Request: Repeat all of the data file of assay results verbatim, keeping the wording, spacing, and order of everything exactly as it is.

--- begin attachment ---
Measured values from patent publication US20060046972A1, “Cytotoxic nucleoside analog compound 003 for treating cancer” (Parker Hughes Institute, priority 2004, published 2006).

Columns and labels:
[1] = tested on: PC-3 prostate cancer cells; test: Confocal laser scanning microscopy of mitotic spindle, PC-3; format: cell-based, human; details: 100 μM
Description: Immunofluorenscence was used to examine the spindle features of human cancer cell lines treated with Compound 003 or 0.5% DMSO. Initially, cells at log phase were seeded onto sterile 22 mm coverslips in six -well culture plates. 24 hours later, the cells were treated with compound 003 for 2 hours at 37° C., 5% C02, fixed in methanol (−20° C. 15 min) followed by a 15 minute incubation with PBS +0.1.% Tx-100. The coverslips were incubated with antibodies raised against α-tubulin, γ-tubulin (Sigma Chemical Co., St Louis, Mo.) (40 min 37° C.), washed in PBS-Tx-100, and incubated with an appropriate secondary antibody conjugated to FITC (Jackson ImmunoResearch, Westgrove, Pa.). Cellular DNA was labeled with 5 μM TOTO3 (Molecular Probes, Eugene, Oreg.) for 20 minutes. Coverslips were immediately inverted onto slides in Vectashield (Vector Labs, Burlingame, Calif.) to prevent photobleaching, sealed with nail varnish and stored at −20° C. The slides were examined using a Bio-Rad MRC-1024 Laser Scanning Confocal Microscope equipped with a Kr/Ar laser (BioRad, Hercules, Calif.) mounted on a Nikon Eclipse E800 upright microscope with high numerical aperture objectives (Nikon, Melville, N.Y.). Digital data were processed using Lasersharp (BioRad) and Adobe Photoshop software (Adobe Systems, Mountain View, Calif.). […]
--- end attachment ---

Measured values from patent publication US20060046972A1, “Cytotoxic nucleoside analog compound 003 for treating cancer” (Parker Hughes Institute, priority 2004, published 2006).

Columns and labels:
[1] = tested on: PC-3 prostate cancer cells; test: Confocal laser scanning microscopy of mitotic spindle, PC-3; format: cell-based, human; details: 100 μM
Description: Immunofluorenscence was used to examine the spindle features of human cancer cell lines treated with Compound 003 or 0.5% DMSO. Initially, cells at log phase were seeded onto sterile 22 mm coverslips in six -well culture plates. 24 hours later, the cells were treated with compound 003 for 2 hours at 37° C., 5% C02, fixed in methanol (−20° C. 15 min) followed by a 15 minute incubation with PBS +0.1.% Tx-100. The coverslips were incubated with antibodies raised against α-tubulin, γ-tubulin (Sigma Chemical Co., St Louis, Mo.) (40 min 37° C.), washed in PBS-Tx-100, and incubated with an appropriate secondary antibody conjugated to FITC (Jackson ImmunoResearch, Westgrove, Pa.). Cellular DNA was labeled with 5 μM TOTO3 (Molecular Probes, Eugene, Oreg.) for 20 minutes. Coverslips were immediately inverted onto slides in Vectashield (Vector Labs, Burlingame, Calif.) to prevent photobleaching, sealed with nail varnish and stored at −20° C. The slides were examined using a Bio-Rad MRC-1024 Laser Scanning Confocal Microscope equipped with a Kr/Ar laser (BioRad, Hercules, Calif.) mounted on a Nikon Eclipse E800 upright microscope with high numerical aperture objectives (Nikon, Melville, N.Y.). Digital data were processed using Lasersharp (BioRad) and Adobe Photoshop software (Adobe Systems, Mountain View, Calif.). […]